Another good question, if I do say so myself. I'm an avid fantasy football player, and I play in an intensely competitive league each fall. But I've never gotten into the baseball version before. I must admit, I was somewhat intimidated by the day-to-day management required relative to football, but that's not the real reason. The truth is, I simply stopped following baseball for a while.

Like most boys, I was a huge fan of the game growing up. My father was a former college shortstop, and he made it his goal to take me to every stadium in the league before I left for school. We made it to more than 20. We also collected baseball cards together, and it's through this collection and our travels to games that I really became close with my dad.

Baltimore was the local team, and he raised me on Cal Ripken and the Oriole Way. I rooted for them every year, and like all fans, I took great joy in their successes. That made the night of Oct. 9, 1996, hard to swallow, when a certain 12-year old reached his arm over the wall in Yankee Stadium and snatched away the Orioles' future. They collapsed after that game and have never recovered. The same can be said for my interest in baseball.

After that night in the Bronx, I followed the game with less fervor. Once Cal retired in 2001, I found myself drifting away from the game completely. I watched the highlights on "SportsCenter," but I didn't really track the sport until October. Just like McDonald's Shamrock Shakes, it was my obsession one month a year, then poof, it disappeared.

But that's all about to change. I'm getting older and not leaving the working world anytime soon, and I want to rage against time and recapture some of my youth. That means reigniting my love affair with baseball. Given my addiction to fantasy football, I figure fantasy baseball is the surest vehicle through which to rekindle my interest. So now it's time to play.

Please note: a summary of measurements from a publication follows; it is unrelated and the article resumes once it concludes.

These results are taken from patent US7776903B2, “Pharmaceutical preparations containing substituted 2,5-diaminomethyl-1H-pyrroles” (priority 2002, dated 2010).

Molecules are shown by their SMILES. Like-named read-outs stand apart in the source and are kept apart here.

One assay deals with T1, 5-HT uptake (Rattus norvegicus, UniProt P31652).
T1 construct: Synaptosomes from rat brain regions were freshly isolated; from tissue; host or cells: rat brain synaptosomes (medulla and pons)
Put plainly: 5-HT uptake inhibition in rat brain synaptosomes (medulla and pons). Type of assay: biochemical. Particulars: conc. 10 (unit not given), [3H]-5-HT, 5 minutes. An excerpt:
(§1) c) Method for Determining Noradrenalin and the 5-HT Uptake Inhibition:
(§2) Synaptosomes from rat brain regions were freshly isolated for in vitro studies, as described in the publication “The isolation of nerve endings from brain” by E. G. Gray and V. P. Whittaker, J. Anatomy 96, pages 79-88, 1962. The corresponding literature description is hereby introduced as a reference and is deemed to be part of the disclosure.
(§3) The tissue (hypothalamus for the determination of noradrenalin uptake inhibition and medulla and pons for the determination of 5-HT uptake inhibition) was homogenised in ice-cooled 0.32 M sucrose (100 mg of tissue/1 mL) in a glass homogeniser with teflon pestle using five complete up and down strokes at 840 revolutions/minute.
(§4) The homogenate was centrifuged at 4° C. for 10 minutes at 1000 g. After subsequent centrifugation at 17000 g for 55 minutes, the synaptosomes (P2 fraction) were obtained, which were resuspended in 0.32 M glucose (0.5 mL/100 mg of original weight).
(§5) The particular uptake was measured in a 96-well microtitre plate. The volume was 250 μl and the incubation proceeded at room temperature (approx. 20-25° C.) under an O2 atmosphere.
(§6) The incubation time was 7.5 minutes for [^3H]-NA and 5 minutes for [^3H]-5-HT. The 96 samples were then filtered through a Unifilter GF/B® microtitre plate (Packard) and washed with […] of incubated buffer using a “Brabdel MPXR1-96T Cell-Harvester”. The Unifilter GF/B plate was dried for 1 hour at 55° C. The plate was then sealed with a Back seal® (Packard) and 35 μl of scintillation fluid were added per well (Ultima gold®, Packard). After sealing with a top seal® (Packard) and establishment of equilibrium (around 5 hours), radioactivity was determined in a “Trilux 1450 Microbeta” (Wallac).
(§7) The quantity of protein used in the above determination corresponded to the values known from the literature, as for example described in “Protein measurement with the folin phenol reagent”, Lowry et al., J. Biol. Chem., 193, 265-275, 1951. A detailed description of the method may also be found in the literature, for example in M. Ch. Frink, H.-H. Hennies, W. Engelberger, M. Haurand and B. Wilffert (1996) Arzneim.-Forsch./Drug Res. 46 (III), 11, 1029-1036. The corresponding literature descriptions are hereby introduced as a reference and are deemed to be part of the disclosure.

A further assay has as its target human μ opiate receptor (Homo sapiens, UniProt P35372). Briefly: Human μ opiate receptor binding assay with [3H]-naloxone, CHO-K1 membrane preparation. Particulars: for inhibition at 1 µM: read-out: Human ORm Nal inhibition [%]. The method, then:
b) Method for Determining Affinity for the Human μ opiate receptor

What can you do to help?

I'm so glad you asked. As you can tell, I am not here to give expert advice. If that's what you expected when you clicked this link, you've been duped. Sorry, I really am. Luckily, there are plenty of great writers on this site who can provide expert analysis and tips.

Basically, the fine folks here at MLB.com are allowing me to track my progress as I attempt to become an expert. Consider me the "making of" special feature you'll find on your favorite DVD. I just hope I'm not so universally ignored.

Bottom line is, I need your help as I learn how to play the game. Consider me the Michael Lee to your Chris Partlow, though ideally, there will be considerably fewer homicides involved. If you've always wanted to give fantasy advice on a national platform, now is your chance. Send your advice, tips, sleepers etc. to the e-mail below, and I'll run the best ones each week.

My draft is less than a week away, so let's get cracking. It's a standard 10-team, mixed, 5x5 roto league. We are still debating whether to make it season long or head-to-head, so please send your opinions on that subject as well. I will be back next week with a draft recap so you can see exactly how the long road to second-to-last place begins.

Until then.

This story was not subject to the approval of Major League Baseball or its clubs.